Sex appeal was a weapon for the Stanwyck character; flirtation was a gambit; conquest was power. It's true that this small, skinny woman with the prominent beak was not conventionally pretty; there are times in her very best films when she looks not just haggard but haggish. But it doesn't matter, because she had the musk of a creature on the prowl and the skill to convince audiences of her beauty. The tension and the comedy of her films derived from the ways men reacted to her: either they thought they could beat her at her game, or they took the fastest way out of the competition and surrendered to the lure of her danger. She was the volcano that men had to parachute into, just to be there when she erupted.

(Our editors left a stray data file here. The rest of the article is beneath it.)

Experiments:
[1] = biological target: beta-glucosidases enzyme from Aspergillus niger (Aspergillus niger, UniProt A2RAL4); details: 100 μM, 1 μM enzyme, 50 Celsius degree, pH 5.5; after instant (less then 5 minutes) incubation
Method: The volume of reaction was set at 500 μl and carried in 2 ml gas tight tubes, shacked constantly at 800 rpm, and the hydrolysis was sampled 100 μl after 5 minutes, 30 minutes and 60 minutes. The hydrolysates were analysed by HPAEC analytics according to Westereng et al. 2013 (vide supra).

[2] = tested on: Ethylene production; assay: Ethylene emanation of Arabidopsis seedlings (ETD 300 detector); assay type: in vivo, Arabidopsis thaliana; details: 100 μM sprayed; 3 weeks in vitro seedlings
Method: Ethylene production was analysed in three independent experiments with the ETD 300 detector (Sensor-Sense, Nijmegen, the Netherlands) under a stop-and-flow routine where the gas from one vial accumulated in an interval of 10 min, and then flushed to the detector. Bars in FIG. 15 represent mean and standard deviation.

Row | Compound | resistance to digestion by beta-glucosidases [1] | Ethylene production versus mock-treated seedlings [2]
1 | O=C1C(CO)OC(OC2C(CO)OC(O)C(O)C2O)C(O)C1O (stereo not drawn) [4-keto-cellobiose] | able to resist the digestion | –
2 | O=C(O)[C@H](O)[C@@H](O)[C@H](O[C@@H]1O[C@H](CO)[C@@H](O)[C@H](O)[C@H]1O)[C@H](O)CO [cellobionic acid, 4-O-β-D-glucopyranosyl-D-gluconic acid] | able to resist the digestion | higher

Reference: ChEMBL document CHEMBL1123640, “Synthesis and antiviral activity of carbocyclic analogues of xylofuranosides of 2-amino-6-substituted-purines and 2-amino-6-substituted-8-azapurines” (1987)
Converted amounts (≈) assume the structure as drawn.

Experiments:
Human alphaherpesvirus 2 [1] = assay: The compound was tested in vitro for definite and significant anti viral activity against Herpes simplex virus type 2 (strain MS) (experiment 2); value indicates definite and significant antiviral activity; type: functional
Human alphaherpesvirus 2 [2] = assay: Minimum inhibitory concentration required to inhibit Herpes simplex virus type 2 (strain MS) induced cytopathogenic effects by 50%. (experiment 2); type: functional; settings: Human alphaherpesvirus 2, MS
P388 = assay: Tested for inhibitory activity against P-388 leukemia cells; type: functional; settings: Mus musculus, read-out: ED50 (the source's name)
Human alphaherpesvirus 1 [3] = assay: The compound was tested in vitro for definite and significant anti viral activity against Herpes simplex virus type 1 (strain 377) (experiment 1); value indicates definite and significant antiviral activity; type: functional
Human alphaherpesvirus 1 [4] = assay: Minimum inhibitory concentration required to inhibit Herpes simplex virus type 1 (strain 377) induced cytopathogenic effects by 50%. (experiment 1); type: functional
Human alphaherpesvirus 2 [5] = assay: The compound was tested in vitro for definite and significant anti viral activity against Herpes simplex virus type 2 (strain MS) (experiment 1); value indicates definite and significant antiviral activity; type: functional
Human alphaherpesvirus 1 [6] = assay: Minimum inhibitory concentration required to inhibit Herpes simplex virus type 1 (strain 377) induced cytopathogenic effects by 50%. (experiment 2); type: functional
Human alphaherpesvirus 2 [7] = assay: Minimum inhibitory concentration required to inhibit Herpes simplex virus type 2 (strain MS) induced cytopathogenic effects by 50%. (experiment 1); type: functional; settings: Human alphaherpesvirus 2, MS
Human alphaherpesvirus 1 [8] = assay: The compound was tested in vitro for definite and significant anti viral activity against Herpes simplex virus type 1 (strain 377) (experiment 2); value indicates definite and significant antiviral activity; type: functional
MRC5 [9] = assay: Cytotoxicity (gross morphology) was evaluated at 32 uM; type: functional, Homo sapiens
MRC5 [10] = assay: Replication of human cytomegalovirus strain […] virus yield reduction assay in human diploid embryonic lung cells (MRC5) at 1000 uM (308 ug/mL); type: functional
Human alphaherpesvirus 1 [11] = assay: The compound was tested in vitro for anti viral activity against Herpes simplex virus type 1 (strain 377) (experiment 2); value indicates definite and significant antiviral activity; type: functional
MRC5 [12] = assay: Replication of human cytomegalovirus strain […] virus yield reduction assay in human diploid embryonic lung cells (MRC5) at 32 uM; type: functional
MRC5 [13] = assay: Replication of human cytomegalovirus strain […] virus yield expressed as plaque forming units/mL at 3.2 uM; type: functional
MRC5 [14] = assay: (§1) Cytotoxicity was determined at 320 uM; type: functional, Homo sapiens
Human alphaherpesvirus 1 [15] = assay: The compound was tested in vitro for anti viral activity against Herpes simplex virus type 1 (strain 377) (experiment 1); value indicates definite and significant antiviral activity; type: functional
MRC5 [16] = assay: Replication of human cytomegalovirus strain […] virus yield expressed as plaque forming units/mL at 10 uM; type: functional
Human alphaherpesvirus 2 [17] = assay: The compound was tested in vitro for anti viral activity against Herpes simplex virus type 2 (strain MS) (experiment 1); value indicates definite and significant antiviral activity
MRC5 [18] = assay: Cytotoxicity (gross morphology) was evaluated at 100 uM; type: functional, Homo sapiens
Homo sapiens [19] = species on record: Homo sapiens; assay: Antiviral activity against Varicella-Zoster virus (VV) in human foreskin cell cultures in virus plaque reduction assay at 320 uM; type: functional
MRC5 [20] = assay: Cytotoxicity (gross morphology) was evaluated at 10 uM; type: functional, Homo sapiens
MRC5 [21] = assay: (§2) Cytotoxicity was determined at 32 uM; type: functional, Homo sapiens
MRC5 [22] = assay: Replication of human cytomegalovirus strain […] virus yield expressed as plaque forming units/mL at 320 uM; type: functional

Her early life, as related in Homer Dickens' "The Films of Barbara Stanwyck," could have been grist for a Warner Bros. programmer from the dirty '30s. Ruby Stevens was born, in 1907, in Brooklyn — because that's where her father Byron fled after deserting his young wife Catherine and three kids. Ruby was their first child after Catherine tracked him down. When Ruby was three, Catherine died from injuries after a drunk pushed her from a trolley car. Again Byron walked out on the family; he fled to the Panama Canal Zone and was gone for good. Ruby and her younger brother Malcolm were farmed out to neighbors who treated them with little affection and heavy mitts. Finally the eldest Stevens sister, Maude, took in Malcolm but not Ruby; "a boy is less trouble to look after," she said. With the terse grit of a Stanwyck heroine, the actress later wrote: "I don't feel sorry for the kid I used to be. I remember she didn't feel sorry for herself."